NABJ Sam Lacy Award winners honored

Six winners came prepared with grateful acceptance speeches

Related content: Seventh Sam Lacy Award winner got a big surprise

AnotherViewsquareBeing honored in front of family, friends, colleagues — even strangers — can be a bit overwhelming, often humbling. To hear your accomplishments neatly outlined as you are being introduced can induce some surreal moments. It’s receiving your flowers while you can smell them, a favorite phase my pastor likes to say.

Six of the NABJ Sam Lacy Sports Pioneer Award winners knew in advance of their honors and were expected to appear at last week’s ceremony at the downtown Minneapolis Hilton’s third-floor ballroom. These six have been honored before but not by the NABJ Sports Task Force, who each summer honors athletes, coaches, sports journalists and other influential figures who made legacy contributions to the NABJ host city and community.

Briana Scurry accepts her award from Ron Thomas.
Briana Scurry accepts her award from Ron Thomas.

Not one of them took the award, named for Sam Lacy who was inducted in 1998 into the broadcasters’ wing of Baseball Hall of Fame, lightly. Nor did the audience, who welcomed with standing ovations each winner’s pre- and post-acceptance remarks

The Sam Lacy six didn’t stutter or stumble. None gave chicken circuit opening jokes to lighten the moment. Rather, their speeches were humble and heartfelt, avoiding cliques or cue card-like statements. Not one individual went over their allowed time at the podium.

“My son wrote [this speech] for me,” admitted Bill McMoore as he read aloud his written thoughts. The 89-year-old McMoore is dealing with health issues and was assisted by his son.

But he still displayed the determined stubbornness that probably sustained McMoore as “the lone representative of his race” on the University of Minnesota football team and boxing team soon after World War II ended and he enrolled in his hometown university. “It was a long road,” he said.

“I love baseball. I love having a ballpark as an office,” says Sports Task Force Journalist of the Year LaVelle Neal III, who has covered the Twins as a primary beat writer for nearly 20 years. The Chicago native began his baseball writing career covering the Kansas City Royals for the Kansas City Star, but Neal cut his sportswriting teeth covering other sports for that paper as well, including soccer and minor league hockey.

Although Neal was elected in 2013 to be the first Black president of the Baseball Writers Association of America, and in 2012 the Negro Leagues Baseball Museum named him baseball writer of the year, he pointed out that receiving last week’s honor named after the late legendary Black sports journalist might top the previous ones.

“Having met Sam Lacy and all the things he did — he wasn’t allowed membership in the Baseball Writers Association of America, and to have this award named after him is a fantastic thing,” Neal said. “It is one of the highlights of my life.  If my career becomes even half of his, I will be very fortunate.”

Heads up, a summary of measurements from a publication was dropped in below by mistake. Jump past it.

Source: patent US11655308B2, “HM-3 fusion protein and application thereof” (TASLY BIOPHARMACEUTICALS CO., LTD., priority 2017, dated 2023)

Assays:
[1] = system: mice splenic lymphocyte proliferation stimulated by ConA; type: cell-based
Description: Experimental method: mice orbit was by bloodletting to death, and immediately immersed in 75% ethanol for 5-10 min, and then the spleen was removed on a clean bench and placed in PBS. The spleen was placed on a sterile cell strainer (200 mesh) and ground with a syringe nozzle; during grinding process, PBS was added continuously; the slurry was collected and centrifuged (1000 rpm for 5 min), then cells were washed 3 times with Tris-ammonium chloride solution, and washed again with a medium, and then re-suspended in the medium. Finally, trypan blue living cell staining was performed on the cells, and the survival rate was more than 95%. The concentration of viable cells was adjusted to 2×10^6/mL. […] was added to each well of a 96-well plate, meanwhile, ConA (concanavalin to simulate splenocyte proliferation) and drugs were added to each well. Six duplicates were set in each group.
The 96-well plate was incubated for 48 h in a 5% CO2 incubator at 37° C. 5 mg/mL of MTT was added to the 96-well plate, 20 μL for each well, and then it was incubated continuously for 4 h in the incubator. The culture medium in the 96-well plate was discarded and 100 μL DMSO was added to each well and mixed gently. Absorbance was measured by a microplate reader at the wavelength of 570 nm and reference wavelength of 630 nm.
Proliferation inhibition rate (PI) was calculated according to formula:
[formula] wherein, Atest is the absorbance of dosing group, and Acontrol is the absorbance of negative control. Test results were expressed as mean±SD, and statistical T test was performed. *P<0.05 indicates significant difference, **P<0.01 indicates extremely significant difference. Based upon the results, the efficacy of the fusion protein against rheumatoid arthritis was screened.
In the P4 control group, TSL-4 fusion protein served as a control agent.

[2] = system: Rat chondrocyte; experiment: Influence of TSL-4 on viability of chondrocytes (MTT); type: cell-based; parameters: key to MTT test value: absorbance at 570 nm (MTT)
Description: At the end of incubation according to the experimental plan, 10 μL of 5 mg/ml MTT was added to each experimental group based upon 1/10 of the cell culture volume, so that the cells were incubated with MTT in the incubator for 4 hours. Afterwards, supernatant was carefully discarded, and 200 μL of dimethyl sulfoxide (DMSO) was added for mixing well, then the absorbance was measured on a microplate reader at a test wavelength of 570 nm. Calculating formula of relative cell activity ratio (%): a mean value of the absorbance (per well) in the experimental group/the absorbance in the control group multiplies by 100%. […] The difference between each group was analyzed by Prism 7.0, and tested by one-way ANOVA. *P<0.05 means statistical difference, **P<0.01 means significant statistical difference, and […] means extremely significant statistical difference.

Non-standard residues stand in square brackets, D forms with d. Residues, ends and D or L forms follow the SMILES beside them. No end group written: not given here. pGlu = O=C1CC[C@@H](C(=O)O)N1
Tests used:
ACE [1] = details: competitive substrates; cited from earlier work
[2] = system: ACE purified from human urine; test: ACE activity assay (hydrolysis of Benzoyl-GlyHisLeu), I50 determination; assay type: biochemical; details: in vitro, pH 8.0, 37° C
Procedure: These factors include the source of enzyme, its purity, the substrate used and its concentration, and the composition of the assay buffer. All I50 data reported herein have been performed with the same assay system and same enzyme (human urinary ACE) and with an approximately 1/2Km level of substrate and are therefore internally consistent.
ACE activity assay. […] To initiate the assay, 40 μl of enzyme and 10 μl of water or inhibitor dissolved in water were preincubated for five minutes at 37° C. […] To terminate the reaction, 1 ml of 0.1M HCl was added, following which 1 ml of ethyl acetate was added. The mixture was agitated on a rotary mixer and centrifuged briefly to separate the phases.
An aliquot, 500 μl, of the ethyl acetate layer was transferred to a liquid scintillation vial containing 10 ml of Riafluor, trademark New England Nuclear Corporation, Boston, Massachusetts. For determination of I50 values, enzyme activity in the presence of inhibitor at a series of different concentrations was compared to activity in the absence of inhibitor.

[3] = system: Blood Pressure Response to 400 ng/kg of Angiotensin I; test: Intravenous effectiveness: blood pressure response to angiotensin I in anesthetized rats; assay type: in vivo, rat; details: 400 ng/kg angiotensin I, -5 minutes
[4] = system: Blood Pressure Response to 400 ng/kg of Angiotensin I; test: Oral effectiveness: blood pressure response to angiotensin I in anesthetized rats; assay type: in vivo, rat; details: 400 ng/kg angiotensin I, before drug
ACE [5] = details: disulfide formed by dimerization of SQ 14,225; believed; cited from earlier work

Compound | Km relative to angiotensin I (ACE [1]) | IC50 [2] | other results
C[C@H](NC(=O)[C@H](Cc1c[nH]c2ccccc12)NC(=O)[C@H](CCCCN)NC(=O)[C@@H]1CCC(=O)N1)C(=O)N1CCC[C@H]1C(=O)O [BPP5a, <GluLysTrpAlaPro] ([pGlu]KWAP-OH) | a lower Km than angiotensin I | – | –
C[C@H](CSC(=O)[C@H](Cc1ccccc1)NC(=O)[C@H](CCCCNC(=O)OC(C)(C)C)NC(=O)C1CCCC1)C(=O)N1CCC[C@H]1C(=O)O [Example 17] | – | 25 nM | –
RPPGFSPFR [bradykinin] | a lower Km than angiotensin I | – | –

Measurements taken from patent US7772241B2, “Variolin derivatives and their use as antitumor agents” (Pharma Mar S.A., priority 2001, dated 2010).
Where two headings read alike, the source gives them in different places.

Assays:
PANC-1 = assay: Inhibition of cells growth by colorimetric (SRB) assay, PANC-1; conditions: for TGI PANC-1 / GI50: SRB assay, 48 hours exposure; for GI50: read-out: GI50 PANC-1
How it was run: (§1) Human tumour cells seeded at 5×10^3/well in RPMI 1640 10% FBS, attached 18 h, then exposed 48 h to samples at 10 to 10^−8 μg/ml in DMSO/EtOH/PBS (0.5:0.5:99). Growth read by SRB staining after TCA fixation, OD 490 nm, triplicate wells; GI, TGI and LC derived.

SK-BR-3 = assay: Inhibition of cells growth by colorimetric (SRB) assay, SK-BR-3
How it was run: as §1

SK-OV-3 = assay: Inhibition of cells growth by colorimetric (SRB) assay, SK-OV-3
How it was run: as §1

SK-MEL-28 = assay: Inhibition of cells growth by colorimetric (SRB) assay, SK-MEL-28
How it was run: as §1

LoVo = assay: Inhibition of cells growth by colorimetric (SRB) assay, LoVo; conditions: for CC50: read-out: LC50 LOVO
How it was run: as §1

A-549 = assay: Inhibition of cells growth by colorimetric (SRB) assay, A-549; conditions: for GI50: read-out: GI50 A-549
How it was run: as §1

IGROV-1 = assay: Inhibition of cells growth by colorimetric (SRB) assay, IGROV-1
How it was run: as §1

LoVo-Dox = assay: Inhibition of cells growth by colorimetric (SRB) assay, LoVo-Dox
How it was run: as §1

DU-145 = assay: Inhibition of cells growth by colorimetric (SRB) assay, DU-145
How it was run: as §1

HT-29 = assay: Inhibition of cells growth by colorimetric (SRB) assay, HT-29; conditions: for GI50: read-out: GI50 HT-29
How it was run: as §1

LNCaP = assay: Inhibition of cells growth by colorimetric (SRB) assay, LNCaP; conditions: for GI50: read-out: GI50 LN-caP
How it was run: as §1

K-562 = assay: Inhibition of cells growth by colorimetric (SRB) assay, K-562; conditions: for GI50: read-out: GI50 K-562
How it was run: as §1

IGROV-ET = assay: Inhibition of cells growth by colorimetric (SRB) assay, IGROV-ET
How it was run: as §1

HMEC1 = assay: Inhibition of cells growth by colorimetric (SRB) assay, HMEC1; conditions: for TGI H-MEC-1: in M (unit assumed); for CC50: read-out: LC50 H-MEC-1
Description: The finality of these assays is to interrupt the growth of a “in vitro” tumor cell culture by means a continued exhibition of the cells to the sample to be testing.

Briana Scurry said it was hard to return to Minnesota just a few months after she buried her mom. Her mother and father were her biggest fans. The two-time Olympic gold medal-winning and 1999 World Cup champion soccer goalie, who now lives in Washington, D.C., said, “I had a lot of success. It was quite an honor to be awarded by journalists.

“The only thing that would have made it better is if they had been here,” Scurry said of her parents. “They were a testimony of all that I could do. I give it all to them.”

“I’m definitely in good company with these five individuals,” added St. Paul native Linda Roberts, who has been a student, player, and administrator at the University of Minnesota since she graduated from St. Paul Central in the mid-1970s. Her career rebounding mark set during her Gopher years (1977-81) still stands as the school’s best.

Cuban-born Tony Oliva has made Minnesota his home since the early 1960s. “I never dreamed in my life I would be that good,” said the first American League hitter to lead the league in batting average in his first two full seasons. His statue has stood outside the Twins’ new ballpark since it was erected in 2011.

The should-be-in-the-Hall-of-Fame gentleman noted, “I’m very proud to be an American and a Cuban.” Oliva also reminded the audience, “I’m Black. I’m very proud to be Black.”

Alan Page celebrated his 70th birthday last Friday — a large sheet cake was brought out and everyone sang “Happy Birthday” to the now-retired Minnesota Supreme Court justice because of mandatory retirement rules. “This honor is focused not only on our athletic careers, but what we’ve done beyond that,” said the first Black to sit on the state’s Supreme Court bench.

Our weekly word limit doesn’t allow us to say more about each of the Sam Lacy six at this time, but future columns are being planned to focus on each individual.

Editor’s Note: There was a seventh winner of this year’s NABJ Sam Lacy Sports Pioneer Award: MSR columnist Charles Hallman, who was not informed in advance of the honor and was caught by surprise as he took notes for this column during the ceremony. Charles is too modest to write about himself, hence Mitchell Palmer McDonald’s adjacent story Seventh award winner got a big surprise.


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